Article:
Mayor Walsh said this morning he will not agree to sign the "host city contract" without assurances that Boston will not be liable for any possible cost overruns. And if the USOC says he has to agree to a contract today even though it won't be available until September, "then Boston is no longer pursuing the 2024 Olympic and paralympic games."
At a hastily called press conference this morning, Walsh said he still wants to see Olympic games here, but "I refuse to mortgage the future of the city away, I refuse to commit to cost overruns."
He said from what he has heard, the city could potentially be on the hook for the entire estimated $4.7-billion cost of the Olympics in the worst case.
He said Boston simply needs more time to ensure taxpayers are not left holding the bag - and that he feels there are ways, through insurance and guarantees, that Boston could be protected.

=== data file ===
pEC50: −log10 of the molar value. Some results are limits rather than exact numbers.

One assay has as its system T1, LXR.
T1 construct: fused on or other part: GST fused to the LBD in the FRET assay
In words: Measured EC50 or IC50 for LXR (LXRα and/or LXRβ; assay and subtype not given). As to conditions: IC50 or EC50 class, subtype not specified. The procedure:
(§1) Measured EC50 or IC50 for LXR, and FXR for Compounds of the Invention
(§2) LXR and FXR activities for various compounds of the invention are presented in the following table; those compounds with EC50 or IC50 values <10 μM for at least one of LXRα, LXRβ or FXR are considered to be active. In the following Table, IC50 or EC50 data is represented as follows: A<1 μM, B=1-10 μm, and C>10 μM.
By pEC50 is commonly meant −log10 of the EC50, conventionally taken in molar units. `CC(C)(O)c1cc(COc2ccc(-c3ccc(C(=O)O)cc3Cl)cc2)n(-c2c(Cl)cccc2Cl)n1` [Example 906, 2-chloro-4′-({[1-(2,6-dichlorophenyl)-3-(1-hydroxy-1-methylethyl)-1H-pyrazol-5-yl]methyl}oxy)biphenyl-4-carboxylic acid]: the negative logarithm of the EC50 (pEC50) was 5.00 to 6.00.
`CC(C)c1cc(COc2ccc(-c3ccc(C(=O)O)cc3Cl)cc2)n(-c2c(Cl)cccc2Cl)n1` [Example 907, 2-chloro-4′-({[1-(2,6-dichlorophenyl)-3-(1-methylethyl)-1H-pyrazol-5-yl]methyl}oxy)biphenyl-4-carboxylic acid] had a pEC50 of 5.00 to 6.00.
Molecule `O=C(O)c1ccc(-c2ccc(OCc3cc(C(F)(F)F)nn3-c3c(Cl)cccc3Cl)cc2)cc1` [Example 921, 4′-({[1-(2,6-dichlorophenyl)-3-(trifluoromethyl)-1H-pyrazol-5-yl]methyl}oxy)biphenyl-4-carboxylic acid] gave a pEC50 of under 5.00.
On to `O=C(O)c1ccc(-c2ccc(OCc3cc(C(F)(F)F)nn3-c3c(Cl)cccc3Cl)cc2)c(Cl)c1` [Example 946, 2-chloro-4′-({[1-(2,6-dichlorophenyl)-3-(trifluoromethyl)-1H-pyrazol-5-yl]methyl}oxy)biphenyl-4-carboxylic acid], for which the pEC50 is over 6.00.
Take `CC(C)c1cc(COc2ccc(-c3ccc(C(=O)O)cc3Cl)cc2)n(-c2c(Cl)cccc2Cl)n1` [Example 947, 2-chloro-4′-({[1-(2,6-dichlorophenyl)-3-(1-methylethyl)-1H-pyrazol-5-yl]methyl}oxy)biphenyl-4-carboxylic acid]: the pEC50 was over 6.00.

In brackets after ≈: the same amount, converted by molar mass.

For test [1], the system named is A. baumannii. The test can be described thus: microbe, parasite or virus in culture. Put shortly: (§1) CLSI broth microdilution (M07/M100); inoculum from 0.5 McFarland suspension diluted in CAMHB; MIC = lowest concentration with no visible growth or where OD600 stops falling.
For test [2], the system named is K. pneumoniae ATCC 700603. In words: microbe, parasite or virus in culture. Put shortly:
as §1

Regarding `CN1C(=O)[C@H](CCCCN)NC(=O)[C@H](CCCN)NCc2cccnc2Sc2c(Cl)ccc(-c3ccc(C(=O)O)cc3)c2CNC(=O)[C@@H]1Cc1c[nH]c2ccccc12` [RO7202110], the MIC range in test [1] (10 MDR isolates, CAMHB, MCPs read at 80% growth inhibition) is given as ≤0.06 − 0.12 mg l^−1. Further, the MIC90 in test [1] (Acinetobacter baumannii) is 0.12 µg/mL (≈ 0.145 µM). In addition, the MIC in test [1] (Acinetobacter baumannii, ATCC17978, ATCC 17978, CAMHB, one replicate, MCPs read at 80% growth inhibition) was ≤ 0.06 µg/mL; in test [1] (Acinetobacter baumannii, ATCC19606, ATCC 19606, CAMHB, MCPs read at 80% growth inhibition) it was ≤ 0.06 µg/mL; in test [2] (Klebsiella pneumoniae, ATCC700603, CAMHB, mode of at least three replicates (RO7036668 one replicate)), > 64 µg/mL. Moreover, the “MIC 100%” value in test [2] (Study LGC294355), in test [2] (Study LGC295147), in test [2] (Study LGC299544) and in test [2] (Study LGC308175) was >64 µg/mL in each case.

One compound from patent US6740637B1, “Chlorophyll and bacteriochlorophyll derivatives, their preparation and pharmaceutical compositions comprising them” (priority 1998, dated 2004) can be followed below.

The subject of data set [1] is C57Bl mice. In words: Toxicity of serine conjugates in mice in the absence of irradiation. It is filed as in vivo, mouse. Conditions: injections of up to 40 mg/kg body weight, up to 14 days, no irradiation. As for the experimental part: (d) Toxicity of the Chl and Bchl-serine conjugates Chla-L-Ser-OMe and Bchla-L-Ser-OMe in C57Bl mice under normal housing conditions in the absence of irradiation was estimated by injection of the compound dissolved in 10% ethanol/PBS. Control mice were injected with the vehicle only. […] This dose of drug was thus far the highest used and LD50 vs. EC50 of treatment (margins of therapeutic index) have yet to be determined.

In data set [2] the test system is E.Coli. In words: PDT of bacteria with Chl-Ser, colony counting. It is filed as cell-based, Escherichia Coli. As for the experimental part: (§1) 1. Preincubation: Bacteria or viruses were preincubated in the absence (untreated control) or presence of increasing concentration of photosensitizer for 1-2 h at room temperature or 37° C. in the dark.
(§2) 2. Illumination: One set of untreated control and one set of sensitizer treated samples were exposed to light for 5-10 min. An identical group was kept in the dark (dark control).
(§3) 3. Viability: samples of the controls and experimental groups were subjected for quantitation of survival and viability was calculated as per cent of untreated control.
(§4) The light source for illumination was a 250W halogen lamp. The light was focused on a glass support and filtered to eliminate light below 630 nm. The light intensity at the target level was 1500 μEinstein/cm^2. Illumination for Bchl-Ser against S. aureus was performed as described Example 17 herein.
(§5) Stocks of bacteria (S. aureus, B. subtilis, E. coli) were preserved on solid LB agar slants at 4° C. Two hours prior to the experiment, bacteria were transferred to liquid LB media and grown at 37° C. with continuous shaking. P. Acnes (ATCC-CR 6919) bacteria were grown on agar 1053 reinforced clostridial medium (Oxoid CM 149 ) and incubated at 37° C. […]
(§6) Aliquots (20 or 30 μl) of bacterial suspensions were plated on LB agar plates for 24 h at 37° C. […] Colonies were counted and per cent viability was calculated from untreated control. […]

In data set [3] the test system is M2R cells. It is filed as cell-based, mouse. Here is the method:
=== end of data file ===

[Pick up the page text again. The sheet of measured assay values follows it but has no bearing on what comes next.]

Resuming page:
He said Boston is far ahead of any other potential host cities in the US in terms of its planning. And he said the Olympics and the development it would spur would mean a host of benefits to the city, including raising tax revenue from Widett Circle from $800,000 to as much as $150 million, as well as setting deadlines for getting the T fixed.
"We'll see what the USOC does," he said. USOC members are in Kuala Lumpur for a meeting today.
He continued he still discounts opposition to the games. "The opposition for the most part are about 10 people on Twitter" and the negative numbers in polls is not really "strong" opposition," he said.